As Prepared for Delivery
“Good morning. Today this Committee is holding its first hearing on health care since President Obama signed into law the historic Patient Protection and Affordable Care Act. This Committee will be an active participant in implementation and oversight of that law. As we all know, health reform is not complete with the signing of a bill, and we are fully committed to ensuring a smooth and successful implementation.
“A major goal of health reform is to bring down the cost of health care and to reduce health insurance premiums. According to the independent Congressional Budget Office, reform will lower premiums by 14 to 20 percent for Americans buying insurance on their own.
“Those significant premium savings are the result of bringing everyone into the insurance pool, as well as administrative savings from larger purchasing pools and prohibiting medical underwriting for health status and pre-existing conditions. And of course, the Affordable Care Act includes an array of reforms to reward quality and value, which will reduce health care costs over the long term.
“But today, our focus is not on health reform and its impact on premiums. Today our focus is on current market conditions and ensuring that premiums are justified – that working families’ hard-earned dollars are going toward premiums that truly reflect the cost of health care.
“I want to be clear that no one is talking about capping premiums or imposing price controls. What we are talking about is protecting consumers from insurance companies’ jacking up premiums simply because they can. Protections must be in place to ensure that insurance companies do not take advantage of current market conditions before health reform fundamentally changes the way they do business in 2014.
“The Affordable Care Act includes a requirement – effective in 2011 – that insurance companies spend at least 80 percent of premium revenue on actual health care. This reform will provide an important check on unjustified premiums, and the CBO has said that it will in fact lower premiums. In addition, the Act establishes a process for the annual review of premium increases prior to their use, and for public disclosure of how premium rates are determined.
“While all of this will benefit consumers tremendously – and very soon – we can and should do more. Currently, about 22 states in the individual market, and 27 states in the small group market, do not require a review of premiums before they go into effect – and perhaps even more.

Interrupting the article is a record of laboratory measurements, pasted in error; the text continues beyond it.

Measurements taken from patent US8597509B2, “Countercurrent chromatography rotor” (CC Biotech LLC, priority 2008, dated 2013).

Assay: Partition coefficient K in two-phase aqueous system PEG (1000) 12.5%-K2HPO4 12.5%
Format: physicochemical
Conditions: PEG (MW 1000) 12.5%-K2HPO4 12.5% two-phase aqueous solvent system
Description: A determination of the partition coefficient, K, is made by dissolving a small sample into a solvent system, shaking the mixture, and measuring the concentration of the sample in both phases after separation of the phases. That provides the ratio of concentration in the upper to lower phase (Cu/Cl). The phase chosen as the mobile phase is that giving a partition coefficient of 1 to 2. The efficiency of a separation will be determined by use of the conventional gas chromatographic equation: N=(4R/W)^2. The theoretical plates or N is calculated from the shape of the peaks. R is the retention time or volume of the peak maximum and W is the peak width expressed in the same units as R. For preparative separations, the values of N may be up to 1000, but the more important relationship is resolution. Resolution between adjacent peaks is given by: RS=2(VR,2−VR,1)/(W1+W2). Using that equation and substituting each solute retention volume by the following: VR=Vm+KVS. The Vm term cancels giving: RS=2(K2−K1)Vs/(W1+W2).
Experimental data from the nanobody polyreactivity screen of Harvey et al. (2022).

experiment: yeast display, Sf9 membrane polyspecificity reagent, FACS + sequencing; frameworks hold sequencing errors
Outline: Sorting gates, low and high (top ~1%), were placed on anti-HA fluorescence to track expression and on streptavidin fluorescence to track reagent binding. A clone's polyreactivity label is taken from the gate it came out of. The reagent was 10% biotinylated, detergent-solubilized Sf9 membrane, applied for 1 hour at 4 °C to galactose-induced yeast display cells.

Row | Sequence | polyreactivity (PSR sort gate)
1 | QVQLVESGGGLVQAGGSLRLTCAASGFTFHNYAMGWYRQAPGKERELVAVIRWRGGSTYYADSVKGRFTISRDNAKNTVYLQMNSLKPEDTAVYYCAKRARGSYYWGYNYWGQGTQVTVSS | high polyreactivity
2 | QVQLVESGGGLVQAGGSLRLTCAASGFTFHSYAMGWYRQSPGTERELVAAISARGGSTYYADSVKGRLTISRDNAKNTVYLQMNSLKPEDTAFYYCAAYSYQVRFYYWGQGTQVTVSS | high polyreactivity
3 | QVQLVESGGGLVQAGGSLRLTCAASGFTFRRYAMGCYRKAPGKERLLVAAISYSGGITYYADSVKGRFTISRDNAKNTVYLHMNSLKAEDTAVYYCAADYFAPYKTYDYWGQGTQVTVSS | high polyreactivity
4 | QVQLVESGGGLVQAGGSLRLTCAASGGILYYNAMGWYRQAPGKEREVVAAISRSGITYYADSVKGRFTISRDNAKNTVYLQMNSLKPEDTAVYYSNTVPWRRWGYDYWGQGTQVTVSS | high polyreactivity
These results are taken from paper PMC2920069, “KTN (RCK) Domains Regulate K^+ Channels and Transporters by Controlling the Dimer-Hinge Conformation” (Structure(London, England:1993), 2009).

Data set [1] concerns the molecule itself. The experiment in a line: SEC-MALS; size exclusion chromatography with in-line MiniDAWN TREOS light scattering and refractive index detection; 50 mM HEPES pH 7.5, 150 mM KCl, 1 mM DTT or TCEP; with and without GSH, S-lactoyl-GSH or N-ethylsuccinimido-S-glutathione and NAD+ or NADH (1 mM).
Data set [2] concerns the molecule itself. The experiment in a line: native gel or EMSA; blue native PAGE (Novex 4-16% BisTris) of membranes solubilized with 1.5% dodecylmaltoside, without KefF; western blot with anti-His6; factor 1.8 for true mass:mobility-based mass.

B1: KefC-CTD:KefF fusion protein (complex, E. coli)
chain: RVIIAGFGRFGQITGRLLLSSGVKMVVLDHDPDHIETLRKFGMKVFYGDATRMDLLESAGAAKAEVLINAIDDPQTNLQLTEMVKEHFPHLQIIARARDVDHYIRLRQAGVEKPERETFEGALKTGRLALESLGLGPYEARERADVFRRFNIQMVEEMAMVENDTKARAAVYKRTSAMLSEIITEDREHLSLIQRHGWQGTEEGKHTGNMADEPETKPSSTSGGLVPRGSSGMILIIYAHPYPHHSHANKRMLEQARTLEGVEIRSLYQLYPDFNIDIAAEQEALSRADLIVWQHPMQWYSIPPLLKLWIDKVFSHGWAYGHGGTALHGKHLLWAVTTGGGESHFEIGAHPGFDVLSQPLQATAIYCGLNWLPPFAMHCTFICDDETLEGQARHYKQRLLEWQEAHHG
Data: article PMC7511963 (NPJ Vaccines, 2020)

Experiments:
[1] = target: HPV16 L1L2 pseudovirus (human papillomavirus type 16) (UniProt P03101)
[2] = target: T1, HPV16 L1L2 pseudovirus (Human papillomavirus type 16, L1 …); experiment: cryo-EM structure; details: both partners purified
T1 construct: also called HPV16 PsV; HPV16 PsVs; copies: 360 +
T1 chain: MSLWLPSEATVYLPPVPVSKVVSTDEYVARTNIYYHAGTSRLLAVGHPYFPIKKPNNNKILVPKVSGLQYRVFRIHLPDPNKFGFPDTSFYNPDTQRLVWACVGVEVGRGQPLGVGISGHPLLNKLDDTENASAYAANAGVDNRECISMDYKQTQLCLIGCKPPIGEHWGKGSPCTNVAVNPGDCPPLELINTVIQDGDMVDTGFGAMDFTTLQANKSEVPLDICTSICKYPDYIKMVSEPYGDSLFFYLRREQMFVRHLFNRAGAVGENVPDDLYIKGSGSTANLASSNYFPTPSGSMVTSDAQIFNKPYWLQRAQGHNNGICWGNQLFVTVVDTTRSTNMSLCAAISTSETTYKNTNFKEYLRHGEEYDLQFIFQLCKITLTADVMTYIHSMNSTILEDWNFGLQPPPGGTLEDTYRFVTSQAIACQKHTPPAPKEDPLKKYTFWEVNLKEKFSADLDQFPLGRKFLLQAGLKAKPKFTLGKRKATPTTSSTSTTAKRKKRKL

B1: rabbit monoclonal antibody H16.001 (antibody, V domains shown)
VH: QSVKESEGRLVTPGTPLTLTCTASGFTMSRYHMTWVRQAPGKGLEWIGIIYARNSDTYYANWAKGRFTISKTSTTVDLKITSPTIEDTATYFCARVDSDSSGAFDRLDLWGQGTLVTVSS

“This is a gaping hole in our regulatory system, and it is unacceptable. All consumers and small businesses are entitled to a rigorous and objective review of premiums to ensure that they are reasonable. And if that review determines that premiums are unjustified – that insurance companies are just trying to run up profits – corrective action must be taken.
“Rate review authority is not a panacea for reducing health care costs. We all know that premiums are rising because health care costs are rising. That is why the reforms in the Affordable Care Act aimed at containing costs are so important.
“But according to the National Association for Insurance Commissioners – and I quote – “rate review can help keep insurers focused on constraining the growth of these costs” – end quote. The NAIC has also stated that – and I again quote – “rate review authority is an important tool for regulators, and can help keep insurance companies honest” – end quote. That is why, just this past Sunday, on the front page of the New York Times, there was an article about how New York’s insurance companies are vigorously fighting the Governor’s proposal to reinstate prior approval of premiums.
“I want to commend Senator Feinstein for her extraordinary leadership on this issue. Her proposal became an important provision in President Obama’s health reform plan. Unfortunately, because of procedural rules, it could not be included in the final health reform package. But make no mistake: we are redoubling our efforts, and we are committed to ensuring that unjustified premiums are corrected in every state.”